So what’s not working in our research-business relationships and how can we fix it?
Changing the culture
With the next generation of STEM researchers often being trained by academics who lack the expertise, training and knowledge to commercialise research knowledge, there’s a pressing need for universities to think more innovatively about education and industry engagement. Even when an opportunity does not exactly align with a researcher’s particular interests, there may still be collaborative partnerships to explore.
Moving between academia and industry
When microbiologist Dr Dharmica Mistry left academia to enter industry, she felt like she was jumping to the dark side and abandoning a research career forever. The founder and Chief Scientist at BCAL Diagnostics, a biotech company commercialising a blood test for breast cancer screening, would like academics to be able to move more freely between the academic and commercial worlds.
Communicating is not a hobby
Dr Noushin Nasiri develops novel sensors that can detect disease in human breath. When the post doctorate researcher began talking publicly about her research and its application as an affordable, nanoscale diagnostic device, four industry partners made contact to explore commercial opportunities. But communicating research, she says, is still seen as a hobby.
A shared vision
Professor Veena Sahajwalla says that in order to develop commercialisation outcomes, it is critical for researchers to be able to both articulate the value and potential application of their work and also to understand the needs of the industry partner and their vision for the future.
Business can access research knowledge
AusIndustry Innovation Facilitator Gary Colquhoun helps Australian businesses identify opportunities for research collaboration to address their knowledge gaps in all kinds of ways, driving business innovation and creating a positive impact on the economy.
Shelley Copsey leads New Ventures and Commercialisation at Data61 and is working with research startups to help them develop the sustainability and longevity they need to build a product pipeline. She says that to successfully commercialise knowledge, researchers must develop the skills to build solid relationships with multiple research organisations as well as in-house R&D capability.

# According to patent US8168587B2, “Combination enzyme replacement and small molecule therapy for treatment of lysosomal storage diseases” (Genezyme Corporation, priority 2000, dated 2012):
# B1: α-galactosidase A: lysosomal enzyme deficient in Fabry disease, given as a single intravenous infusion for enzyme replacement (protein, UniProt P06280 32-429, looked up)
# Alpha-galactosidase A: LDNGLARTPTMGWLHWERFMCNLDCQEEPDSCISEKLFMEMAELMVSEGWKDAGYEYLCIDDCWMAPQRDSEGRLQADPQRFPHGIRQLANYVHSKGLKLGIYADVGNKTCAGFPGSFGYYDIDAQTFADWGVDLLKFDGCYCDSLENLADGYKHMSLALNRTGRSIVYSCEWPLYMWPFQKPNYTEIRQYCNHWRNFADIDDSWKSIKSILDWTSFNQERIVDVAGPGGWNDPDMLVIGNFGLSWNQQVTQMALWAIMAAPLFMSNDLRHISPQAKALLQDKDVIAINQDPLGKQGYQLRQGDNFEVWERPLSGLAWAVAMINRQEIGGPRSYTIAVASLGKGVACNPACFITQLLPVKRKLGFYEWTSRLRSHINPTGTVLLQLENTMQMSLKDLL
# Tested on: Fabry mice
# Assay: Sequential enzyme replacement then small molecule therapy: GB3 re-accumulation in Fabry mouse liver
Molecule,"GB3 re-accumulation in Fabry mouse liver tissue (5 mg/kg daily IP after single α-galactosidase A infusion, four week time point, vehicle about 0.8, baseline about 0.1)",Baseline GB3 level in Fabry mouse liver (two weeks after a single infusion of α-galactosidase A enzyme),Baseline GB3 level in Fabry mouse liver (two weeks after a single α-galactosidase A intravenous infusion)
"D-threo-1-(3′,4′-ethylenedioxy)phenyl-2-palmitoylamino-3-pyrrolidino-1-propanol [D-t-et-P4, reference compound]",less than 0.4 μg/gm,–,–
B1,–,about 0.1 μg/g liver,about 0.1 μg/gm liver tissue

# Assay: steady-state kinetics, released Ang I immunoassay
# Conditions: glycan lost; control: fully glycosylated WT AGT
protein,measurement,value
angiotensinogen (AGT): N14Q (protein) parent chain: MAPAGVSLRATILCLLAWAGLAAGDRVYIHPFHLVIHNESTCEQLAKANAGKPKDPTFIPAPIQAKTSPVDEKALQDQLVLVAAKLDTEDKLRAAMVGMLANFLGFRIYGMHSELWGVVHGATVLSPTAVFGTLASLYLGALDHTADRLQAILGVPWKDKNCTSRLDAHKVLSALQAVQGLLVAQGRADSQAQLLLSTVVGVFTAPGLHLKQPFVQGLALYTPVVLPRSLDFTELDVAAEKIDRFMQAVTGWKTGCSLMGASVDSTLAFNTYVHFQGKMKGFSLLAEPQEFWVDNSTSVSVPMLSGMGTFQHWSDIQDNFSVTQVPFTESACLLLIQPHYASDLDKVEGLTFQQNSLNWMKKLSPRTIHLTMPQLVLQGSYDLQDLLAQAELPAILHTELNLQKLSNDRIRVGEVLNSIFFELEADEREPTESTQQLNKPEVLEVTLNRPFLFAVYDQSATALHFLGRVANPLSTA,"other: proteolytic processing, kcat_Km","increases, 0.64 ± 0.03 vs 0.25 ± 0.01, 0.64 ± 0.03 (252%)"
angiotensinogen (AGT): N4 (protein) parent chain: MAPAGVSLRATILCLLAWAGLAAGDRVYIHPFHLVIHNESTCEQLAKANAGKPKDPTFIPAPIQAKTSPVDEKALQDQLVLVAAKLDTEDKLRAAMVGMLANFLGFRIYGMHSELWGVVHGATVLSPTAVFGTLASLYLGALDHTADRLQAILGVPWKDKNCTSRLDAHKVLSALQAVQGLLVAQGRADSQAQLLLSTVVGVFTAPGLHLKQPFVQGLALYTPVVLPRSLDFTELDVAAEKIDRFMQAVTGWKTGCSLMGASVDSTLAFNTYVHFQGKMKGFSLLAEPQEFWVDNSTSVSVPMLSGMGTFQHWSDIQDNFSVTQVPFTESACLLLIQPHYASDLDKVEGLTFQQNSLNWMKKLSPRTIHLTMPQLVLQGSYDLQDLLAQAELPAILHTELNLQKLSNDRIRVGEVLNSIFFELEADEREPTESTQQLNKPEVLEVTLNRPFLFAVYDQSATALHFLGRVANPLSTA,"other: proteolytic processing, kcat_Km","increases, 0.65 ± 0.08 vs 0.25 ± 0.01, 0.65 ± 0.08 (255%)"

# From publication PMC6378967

– Jackie Randles
Click here for Research and industry – A relationships guide (Part 2).
Dom Price, futurist and head of R&D at Australia’s most successful startup tech firm Atlassian has an impassioned and personal plea for academic researchers: stop hoarding, let go and act now!
Speaking to science and technology researchers, business owners who’ve commercialised research and fledgling research-based startups, Price stressed that perfection is the enemy of progress.
“You need to have progress and a little bit of perfection. ‘Scrappiness’ should be part of innovation!” he said.
Price’s view on how to get scientists to focus on progress is to start by sharing unfinished research early.
His opening address to Inspiring Australia’s Commercialising Research forum held at Sydney School of Entrepreneurship Monday as part of the Spark Festival warned that if scientists continued to hoard knowledge in a quest to attain perfection, they will certainly miss opportunities to scale up and translate their research into useful, global solutions.
Research is a skill not a job
Adding to this provocation, Price referred to research as a skill – one among many other skills required to scale up knowledge and build large-scale businesses that are capable of global reach. While he appealed to businesses to give researchers the freedom and time to “do the scary stuff,” Price argued that maintaining a sense of urgency was critical in order for Australian scientists to be able to take advantage of commercial opportunities as they arose.